Enter the Panasonic DMW-GWC1 0.79x adapterI was initially skeptical that the adaptor would be optically any good, as my experience in the past was that such things were not any good. The adapter would turn the 14mm lens into a 11mm lens or in full frame context a 22mm lens. This is right in my ballpark. So, rather than keep wondering I bought one to see. The image below shows the 14mm with the adapter already mounted on it, beside my Olympus 9-18mm 4/3 lens.
As you can see even when the adapter is mounted on the 14mm its significantly smaller than the Olympus 9-18mm 4/3 lens. Now the 9-18 there is the ZD lens for 4/3, which of course needs an adapter to use on micro 4/3 (you know, because its gone without the mirror to make everything more compact) With the 9-18mm on the adapter it looks less attractive.
Now the purpose of the adapter is to hold the lens that bit further away from the sensor to allow the mirror to flap around (recalling SLR cameras have mirrors between the sensor and the eyepiece). this of course adds to the price of the ZD 9-18mm zoom.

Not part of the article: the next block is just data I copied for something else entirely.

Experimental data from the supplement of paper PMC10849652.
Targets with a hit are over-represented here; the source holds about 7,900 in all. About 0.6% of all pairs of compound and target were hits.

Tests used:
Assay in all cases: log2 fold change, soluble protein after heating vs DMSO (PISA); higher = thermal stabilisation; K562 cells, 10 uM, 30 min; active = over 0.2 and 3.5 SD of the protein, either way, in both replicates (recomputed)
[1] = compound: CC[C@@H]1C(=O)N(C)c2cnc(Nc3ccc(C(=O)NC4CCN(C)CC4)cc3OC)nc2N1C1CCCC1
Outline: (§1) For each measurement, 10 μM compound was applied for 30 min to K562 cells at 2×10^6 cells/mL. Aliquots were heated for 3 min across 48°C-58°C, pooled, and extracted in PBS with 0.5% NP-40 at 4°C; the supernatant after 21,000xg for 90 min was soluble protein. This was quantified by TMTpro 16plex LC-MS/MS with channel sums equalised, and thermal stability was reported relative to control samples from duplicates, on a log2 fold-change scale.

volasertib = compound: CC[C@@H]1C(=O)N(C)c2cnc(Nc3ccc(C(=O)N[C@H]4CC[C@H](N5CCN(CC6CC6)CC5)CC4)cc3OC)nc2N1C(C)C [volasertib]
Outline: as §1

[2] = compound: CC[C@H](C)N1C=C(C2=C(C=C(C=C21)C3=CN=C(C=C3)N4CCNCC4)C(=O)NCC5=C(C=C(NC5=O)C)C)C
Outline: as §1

The reason I mention this is that it has been an option for me to consider getting a compact regular 4/3 body (like the Olympus E-420) and putting the 9-18mm onto that ... as when its mounted on the body the whole thing really just doesn't feel much bigger than it did on my G1 ... and the laughingly called "micro" 4/3 lens isn't really that micro at all. Sure when you see it sitting beside the three lenses (the ZD 9-18 without an adapter, the "new" 9-18mm and the Panasonic 7-14) it looks a bit smaller than the old Oly ...
So much for the promise of compact.
All marketing bullshit if you ask me, which drives me spakko. Worse than this from what I read the new 9-18mm designed for micro4/3 is not optically as good as the older ZD lens anyway ...
So we're back to the wide angle adapter on the pancake 14mm as the most compact alternative (and lower cost too).
So getting back to the 14mm with the 0.79x VS the 9-18mm zoom what do images look like?